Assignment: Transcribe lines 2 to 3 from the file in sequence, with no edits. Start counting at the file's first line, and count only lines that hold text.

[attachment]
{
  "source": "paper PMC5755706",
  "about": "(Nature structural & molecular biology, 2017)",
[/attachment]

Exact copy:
  "source": "paper PMC5755706",
  "about": "(Nature structural & molecular biology, 2017)",